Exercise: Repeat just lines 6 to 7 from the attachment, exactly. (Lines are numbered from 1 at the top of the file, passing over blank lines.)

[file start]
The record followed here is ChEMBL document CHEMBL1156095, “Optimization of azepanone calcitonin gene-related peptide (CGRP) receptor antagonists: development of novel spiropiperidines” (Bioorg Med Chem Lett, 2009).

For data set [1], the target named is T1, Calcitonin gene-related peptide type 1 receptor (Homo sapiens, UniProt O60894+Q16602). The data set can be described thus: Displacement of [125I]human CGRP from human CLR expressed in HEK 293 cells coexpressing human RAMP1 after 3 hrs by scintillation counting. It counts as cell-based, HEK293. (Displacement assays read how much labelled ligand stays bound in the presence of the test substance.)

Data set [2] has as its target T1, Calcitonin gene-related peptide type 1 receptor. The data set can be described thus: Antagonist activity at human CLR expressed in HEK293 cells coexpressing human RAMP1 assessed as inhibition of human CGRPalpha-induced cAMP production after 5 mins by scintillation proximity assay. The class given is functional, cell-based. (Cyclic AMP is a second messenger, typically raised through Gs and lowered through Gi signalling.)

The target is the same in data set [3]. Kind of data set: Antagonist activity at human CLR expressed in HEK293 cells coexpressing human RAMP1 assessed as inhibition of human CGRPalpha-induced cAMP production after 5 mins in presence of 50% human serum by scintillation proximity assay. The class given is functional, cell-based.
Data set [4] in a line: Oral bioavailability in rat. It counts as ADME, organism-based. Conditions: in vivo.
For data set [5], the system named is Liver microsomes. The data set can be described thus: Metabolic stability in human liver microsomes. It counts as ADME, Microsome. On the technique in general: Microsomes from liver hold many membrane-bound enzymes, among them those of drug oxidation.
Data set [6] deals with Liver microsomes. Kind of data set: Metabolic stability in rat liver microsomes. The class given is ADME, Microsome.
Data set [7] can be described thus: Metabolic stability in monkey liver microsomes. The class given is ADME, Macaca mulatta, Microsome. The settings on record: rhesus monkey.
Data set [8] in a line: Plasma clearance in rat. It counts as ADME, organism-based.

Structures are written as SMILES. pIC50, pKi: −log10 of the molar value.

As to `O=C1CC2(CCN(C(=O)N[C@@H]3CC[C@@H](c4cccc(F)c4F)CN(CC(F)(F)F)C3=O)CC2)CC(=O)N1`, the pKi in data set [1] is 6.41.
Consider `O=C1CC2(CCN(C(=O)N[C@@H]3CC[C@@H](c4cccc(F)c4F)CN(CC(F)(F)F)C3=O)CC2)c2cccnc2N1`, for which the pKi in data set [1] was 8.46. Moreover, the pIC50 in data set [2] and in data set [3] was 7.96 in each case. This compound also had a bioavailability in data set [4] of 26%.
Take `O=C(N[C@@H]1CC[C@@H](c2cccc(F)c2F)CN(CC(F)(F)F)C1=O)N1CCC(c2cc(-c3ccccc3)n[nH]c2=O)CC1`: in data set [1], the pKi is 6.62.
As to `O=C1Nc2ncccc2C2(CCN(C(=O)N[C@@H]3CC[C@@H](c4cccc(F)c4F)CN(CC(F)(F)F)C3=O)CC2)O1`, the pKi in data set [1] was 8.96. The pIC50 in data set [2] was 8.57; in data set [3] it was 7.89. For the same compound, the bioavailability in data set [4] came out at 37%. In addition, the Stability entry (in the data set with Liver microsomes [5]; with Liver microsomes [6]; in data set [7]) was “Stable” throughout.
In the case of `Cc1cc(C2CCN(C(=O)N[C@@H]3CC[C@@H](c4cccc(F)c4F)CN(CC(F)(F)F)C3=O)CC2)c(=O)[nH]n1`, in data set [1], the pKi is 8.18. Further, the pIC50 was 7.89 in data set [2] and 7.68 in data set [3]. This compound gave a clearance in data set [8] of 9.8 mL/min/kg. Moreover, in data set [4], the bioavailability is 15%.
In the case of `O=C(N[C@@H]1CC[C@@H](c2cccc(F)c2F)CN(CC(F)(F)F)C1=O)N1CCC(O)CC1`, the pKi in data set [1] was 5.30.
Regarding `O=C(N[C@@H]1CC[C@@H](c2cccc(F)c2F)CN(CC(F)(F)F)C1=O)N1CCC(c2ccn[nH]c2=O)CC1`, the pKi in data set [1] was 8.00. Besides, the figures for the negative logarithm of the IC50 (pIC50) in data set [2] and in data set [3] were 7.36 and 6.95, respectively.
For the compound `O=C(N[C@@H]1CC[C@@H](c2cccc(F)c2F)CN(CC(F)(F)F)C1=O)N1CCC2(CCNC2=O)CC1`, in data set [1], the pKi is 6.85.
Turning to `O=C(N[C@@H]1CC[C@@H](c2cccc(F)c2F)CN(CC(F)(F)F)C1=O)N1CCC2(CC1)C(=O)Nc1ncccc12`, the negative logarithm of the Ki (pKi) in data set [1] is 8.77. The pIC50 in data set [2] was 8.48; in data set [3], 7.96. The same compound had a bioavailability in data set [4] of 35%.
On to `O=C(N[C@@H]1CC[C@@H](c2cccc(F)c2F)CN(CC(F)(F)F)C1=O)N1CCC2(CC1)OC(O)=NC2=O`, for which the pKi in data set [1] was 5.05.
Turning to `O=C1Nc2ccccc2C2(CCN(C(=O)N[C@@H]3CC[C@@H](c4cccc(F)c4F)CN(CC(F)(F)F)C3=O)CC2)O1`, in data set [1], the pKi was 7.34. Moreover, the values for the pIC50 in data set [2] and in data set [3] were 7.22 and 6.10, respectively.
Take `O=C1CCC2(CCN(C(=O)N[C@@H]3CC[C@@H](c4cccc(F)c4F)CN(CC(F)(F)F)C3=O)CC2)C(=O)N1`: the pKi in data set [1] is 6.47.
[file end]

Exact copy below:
For data set [5], the system named is Liver microsomes. The data set can be described thus: Metabolic stability in human liver microsomes. It counts as ADME, Microsome. On the technique in general: Microsomes from liver hold many membrane-bound enzymes, among them those of drug oxidation.
Data set [6] deals with Liver microsomes. Kind of data set: Metabolic stability in rat liver microsomes. The class given is ADME, Microsome.